6 Things to Learn Before You Book a Hotel in Shinjuku: Pros & Cons by a Tokyo Local
Although around 750 hotels out of 4000 hotels in Tokyo are located in Shinjuku, I hadn’t written any hotel guide for this district.
The reason is very simple; I don’t like Shinjuku!
It would sound personal, but it is convincing – There must be reasons why a Japanese local dislikes Shinjuku. (I’m a Tokyo local! See About page)
|Views of Shinjuku from Tokyo Metropolitan Government Building|
This time, I list up pros and cons for travelers to stay in Shinjuku. I admit that this post is biased, but you want the biases which are called, “Insider’s Travel Tips,” don’t you?
Cons to Stay in Shinjuku…
1: Kabukicho, the Most Dangerous Place in Japan
When you have a chance to become friends with a Japanese person, ask him or her, “Where is the most dangerous place in Japan?” I’m sure his or her answer is, “Kabukicho in Shinjuku.”
Guidebooks will say that Kabukicho area in Shinjuku is the biggest entertainment / nightlife district in Japan.
I say that Kabukicho is the concentration of crimes and crazy things.
When you are seeing Kabukicho ON PHOTOS like this, the neon signs look “beautiful”.
But it is another to STAY there! You found Tokyo Direct Guide, so you can learn from a Japanese local blogger that the signs are saying “girls” or something like that!
Seriously, it is reported that some international travelers got into trouble in Kabukicho. The typical case is that they were asked for unbelievable amount of money at restaurants where they ordered just a small meal. (The Japanese police calls travelers’ attention to bad business in Kabukicho. Some lawyers are managing troubles there, too. Read travel safety information here.)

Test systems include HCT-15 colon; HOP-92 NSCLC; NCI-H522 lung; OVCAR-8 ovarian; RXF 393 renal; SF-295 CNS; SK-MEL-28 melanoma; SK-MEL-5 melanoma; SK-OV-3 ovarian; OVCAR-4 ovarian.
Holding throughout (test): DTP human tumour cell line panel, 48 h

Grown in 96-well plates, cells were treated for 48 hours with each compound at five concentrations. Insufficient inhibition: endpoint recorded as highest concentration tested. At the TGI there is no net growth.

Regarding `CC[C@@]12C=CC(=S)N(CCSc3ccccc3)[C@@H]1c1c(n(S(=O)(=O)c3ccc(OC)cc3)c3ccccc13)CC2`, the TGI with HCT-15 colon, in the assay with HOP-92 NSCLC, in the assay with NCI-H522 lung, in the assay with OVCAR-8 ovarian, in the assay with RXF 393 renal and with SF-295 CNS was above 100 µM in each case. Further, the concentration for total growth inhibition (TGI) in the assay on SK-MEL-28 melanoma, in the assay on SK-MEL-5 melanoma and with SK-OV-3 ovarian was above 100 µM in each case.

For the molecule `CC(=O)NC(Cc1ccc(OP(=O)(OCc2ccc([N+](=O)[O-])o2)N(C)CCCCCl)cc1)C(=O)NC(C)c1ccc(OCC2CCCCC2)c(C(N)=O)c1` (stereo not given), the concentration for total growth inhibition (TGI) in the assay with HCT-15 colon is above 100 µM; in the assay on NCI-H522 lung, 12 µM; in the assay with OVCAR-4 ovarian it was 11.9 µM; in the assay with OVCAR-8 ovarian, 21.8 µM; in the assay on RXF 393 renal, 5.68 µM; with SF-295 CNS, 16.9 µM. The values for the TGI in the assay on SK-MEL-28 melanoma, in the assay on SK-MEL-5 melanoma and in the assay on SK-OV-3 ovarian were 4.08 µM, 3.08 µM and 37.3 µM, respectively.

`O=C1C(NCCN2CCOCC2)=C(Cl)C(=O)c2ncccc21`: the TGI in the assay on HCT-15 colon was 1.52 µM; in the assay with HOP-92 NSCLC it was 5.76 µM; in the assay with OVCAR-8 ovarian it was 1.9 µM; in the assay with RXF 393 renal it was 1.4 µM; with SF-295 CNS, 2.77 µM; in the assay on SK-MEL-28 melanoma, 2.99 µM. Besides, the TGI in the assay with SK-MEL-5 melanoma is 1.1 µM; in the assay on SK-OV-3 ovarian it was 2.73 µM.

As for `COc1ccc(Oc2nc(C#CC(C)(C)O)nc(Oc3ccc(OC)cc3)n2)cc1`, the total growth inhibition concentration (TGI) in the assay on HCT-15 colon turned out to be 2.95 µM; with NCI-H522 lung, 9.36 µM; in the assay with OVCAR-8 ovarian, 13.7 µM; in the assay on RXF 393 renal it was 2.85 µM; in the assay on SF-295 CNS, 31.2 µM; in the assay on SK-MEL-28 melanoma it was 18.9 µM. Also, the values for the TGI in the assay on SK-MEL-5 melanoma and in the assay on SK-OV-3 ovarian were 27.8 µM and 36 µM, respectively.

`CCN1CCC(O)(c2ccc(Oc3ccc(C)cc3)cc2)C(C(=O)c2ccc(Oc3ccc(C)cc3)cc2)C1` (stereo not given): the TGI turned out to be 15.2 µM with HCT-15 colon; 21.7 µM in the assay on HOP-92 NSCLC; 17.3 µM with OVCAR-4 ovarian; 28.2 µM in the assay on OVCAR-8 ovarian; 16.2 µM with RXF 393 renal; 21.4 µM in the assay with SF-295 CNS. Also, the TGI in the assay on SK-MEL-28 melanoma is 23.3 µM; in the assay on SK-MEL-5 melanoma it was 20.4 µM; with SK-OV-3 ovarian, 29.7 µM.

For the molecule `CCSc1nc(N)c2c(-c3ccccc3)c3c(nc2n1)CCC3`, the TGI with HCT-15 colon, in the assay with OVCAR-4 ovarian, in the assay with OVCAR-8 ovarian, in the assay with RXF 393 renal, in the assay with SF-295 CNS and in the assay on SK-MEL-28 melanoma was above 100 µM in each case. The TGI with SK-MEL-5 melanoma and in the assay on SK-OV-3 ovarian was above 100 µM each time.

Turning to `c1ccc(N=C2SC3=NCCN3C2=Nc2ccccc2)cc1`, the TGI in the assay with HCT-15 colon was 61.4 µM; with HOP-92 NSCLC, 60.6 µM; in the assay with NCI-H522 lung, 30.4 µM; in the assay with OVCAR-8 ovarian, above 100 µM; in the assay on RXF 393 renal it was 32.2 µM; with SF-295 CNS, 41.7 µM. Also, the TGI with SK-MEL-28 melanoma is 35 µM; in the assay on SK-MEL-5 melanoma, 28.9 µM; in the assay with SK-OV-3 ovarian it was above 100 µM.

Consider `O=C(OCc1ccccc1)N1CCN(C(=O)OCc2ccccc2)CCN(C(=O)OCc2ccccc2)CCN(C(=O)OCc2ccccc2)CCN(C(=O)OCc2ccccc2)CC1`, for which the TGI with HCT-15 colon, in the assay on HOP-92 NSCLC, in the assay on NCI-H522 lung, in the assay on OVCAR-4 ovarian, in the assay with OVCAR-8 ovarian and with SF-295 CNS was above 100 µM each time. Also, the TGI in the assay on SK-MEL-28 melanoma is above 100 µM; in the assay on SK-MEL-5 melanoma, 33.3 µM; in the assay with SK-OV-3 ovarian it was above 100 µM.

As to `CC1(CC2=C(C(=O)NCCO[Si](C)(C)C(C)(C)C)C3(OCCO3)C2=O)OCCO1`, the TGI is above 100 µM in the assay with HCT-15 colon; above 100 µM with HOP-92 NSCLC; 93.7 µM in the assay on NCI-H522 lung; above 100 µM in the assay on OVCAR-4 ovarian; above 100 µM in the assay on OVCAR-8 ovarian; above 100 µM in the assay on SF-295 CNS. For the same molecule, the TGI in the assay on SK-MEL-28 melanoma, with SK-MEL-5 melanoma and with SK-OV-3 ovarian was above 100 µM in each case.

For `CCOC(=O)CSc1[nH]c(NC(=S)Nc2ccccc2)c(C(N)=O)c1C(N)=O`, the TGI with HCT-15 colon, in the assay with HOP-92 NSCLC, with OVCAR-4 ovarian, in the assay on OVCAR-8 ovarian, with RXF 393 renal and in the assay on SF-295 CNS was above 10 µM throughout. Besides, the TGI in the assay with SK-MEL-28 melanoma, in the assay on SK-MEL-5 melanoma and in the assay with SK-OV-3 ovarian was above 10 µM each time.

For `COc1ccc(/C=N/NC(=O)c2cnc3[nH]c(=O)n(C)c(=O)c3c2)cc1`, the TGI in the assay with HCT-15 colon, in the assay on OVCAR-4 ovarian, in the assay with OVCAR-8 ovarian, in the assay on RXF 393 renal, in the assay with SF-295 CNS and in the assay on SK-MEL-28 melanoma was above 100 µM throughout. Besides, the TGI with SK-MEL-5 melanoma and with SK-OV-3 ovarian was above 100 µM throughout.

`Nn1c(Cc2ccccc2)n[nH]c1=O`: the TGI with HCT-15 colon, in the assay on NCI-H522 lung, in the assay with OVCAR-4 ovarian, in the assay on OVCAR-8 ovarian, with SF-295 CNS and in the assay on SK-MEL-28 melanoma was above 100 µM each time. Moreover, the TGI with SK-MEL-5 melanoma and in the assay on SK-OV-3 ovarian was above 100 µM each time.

Japan is one of the safest countries in the world. Generally, Tokyo is a safe city.
I grew up in Tokyo. When I go to popular places such as Asakusa, Shibuya, Harajuku, etc, I’m not afraid of even pickpockets. I rarely hear of violent crimes.
Unless you poke your nose into crazy things in Kabukicho.
Don’t misunderstand me. The other streets in Shinjuku are NOT dangerous as it often happens in big cities in the world. Shinjuku has the aspect as a big business district as shopping and entertainment, so there are uncountable common people working in cool offices.
Shinjuku Gyoen National Garden is SAFE.
|SAFE and beautiful garden in Shinjuku|
Tokyo Metropolitan Government Building observatory is Definitely SAFE!! It’d be so strange if a government’s office were in a crazy place, wouldn’t it?!
|SAFE Tokyo Metropolitan Government Building!|
Therefore, it is completely safe to stay in a hotel out of Kabukicho area.
But it is not very comforting to stay beside the most dangerous district in Japan, isn’t it?
2: Confusing Access to some tourist attractions
It is true that Shinjuku is a hub, which means you can take a train to so many places.
However, it is not convenient for all of you to visit some places in Tokyo. If you expect TOO MUCH about convenient transportation, you can be disappointed.
First, open The Easiest JR Train Map & Subway Maps of Tokyo I made for beginner visitors.
You understand that Shinjuku is located in the western part of Tokyo City. As a result, the eastern part is not so close.
For example, when you visit Asakusa, you need to cross Tokyo City and change trains. Don’t assume that you’ll be in front of iconic Kaminari-mon Gate in several minutes.
You might be aiming world’s freshest sushi in Tsukiji Fish Market. And you find Tsukiji Shijo (= Market) Station of Oedo Subway Line that you can catch at Shinjuku. Please read my explanation. Oedo Line runs deeeeeeeeeep under the ground, so the ways to/from Oedo Line platform are so loooooooooog!!
To make matters worse, if you are going to go to Kyoto, Nara, Osaka, or Northern Japan, Shinjuku is not a Shinkansen (Japanese super express) station. Not very near to the airports, either.